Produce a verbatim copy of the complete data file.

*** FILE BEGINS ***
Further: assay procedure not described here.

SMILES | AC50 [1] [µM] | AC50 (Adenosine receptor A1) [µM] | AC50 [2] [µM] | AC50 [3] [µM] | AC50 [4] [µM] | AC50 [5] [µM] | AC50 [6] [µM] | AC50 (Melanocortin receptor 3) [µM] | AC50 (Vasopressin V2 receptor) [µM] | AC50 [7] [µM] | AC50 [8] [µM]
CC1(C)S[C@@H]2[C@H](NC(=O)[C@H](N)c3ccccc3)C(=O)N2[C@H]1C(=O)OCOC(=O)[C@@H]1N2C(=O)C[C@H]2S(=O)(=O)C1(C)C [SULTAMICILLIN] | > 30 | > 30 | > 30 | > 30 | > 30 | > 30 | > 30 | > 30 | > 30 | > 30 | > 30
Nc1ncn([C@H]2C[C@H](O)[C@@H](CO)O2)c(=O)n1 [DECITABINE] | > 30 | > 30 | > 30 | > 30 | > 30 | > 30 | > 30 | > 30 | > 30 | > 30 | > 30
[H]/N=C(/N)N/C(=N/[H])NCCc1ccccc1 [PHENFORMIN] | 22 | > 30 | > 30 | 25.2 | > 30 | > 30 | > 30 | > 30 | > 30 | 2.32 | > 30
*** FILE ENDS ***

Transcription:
Further: assay procedure not described here.

SMILES | AC50 [1] [µM] | AC50 (Adenosine receptor A1) [µM] | AC50 [2] [µM] | AC50 [3] [µM] | AC50 [4] [µM] | AC50 [5] [µM] | AC50 [6] [µM] | AC50 (Melanocortin receptor 3) [µM] | AC50 (Vasopressin V2 receptor) [µM] | AC50 [7] [µM] | AC50 [8] [µM]
CC1(C)S[C@@H]2[C@H](NC(=O)[C@H](N)c3ccccc3)C(=O)N2[C@H]1C(=O)OCOC(=O)[C@@H]1N2C(=O)C[C@H]2S(=O)(=O)C1(C)C [SULTAMICILLIN] | > 30 | > 30 | > 30 | > 30 | > 30 | > 30 | > 30 | > 30 | > 30 | > 30 | > 30
Nc1ncn([C@H]2C[C@H](O)[C@@H](CO)O2)c(=O)n1 [DECITABINE] | > 30 | > 30 | > 30 | > 30 | > 30 | > 30 | > 30 | > 30 | > 30 | > 30 | > 30
[H]/N=C(/N)N/C(=N/[H])NCCc1ccccc1 [PHENFORMIN] | 22 | > 30 | > 30 | 25.2 | > 30 | > 30 | > 30 | > 30 | > 30 | 2.32 | > 30